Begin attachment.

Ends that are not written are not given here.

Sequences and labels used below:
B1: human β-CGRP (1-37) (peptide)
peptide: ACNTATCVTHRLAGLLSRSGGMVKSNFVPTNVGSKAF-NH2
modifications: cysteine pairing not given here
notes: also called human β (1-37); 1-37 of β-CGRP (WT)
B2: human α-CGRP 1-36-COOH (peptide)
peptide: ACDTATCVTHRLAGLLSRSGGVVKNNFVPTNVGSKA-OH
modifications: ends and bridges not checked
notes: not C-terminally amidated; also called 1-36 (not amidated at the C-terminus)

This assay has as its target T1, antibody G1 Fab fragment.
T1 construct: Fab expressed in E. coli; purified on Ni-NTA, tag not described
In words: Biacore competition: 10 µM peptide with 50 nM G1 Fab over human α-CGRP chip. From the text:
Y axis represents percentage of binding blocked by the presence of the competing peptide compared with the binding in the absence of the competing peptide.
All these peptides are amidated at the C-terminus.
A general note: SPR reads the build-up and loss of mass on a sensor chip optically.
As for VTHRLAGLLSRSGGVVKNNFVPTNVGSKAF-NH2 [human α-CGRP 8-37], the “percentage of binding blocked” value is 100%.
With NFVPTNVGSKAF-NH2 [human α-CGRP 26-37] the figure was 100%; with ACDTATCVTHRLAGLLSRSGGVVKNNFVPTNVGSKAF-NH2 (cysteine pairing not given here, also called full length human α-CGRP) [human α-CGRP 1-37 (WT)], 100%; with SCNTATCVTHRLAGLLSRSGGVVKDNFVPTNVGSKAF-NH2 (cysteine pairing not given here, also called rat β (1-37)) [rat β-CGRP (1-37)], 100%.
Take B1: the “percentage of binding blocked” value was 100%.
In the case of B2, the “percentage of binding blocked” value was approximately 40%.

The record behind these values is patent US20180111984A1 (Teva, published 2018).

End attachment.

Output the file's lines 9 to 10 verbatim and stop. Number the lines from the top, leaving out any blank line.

modifications: ends and bridges not checked
notes: not C-terminally amidated; also called 1-36 (not amidated at the C-terminus)